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Proper drainage around the house is the best insurance against damp basements and foundation movement. A drier basement and crawlspace will reduce mold and fungus growth that can be a source of respiratory discomfort for people who suffer from asthma and allergies. Ideally, there should be 1" per foot slope for the first 10' around the house. The soil used to form this slope should be fairly impermeable, such as a top soil with a high clay content. If this grading runs into an uphill portion of the yard, it should be drained into a swale with 1/4" per foot slope carrying the water around and away from the house.

Gutters and down spouts also can be a source of unwanted moisture. Gutters should be cleaned out regularly. Down spouts should discharge at least 5' away from the foundation. Down spout extensions can be made by cutting a 10' length of down spout in half. A U can be trimmed from one end so it can be tipped out of the way when mowing the lawn.

Another source of moisture is sprinkler heads. Sprinklers should be set so they don't irrigate any closer than 5' to the foundation. Plastic films should not be used as a weed barrier under rock or mulch landscaping close to the house. These films will trap moisture. There are breathable plastic fabrics that should be used in these applications.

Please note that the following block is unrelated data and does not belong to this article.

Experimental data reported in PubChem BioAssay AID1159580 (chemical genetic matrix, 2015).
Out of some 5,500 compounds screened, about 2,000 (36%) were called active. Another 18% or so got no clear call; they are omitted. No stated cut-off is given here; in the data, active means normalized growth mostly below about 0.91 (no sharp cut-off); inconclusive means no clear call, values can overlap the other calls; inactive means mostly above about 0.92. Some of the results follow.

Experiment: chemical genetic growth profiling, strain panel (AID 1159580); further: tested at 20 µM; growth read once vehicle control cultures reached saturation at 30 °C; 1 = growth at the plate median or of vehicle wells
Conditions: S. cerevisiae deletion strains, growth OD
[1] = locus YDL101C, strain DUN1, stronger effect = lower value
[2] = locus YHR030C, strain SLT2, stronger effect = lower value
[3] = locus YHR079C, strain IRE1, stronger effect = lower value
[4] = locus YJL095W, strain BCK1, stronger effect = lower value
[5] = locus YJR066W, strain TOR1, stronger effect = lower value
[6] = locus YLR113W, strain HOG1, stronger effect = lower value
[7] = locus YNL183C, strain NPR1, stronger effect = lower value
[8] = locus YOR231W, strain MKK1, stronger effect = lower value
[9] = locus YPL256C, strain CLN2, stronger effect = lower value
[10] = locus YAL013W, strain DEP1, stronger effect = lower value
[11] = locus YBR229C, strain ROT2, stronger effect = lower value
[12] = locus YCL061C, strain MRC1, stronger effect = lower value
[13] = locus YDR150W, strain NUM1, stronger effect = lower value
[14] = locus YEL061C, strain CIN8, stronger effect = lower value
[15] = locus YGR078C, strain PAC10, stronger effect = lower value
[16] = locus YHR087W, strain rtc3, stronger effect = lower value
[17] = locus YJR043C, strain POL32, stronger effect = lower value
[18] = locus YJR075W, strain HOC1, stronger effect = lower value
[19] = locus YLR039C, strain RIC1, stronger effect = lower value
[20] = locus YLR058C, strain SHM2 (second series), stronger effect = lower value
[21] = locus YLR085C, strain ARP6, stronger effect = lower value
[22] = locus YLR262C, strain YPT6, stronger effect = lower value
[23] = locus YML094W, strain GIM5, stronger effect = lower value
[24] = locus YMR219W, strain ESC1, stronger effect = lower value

In areas of expansive soils, consider Xeroscaping using native plants that require a minimal amount of watering. In these areas, it is especially important to keep the soil around the foundation as dry as possible to minimize any potential foundation movement. For additional landscaping information, read Special Publication # 54, Home Landscaping and Maintenance On Swelling Soils. This booklet is available from the Colorado Geological Survey, 303.839-2611.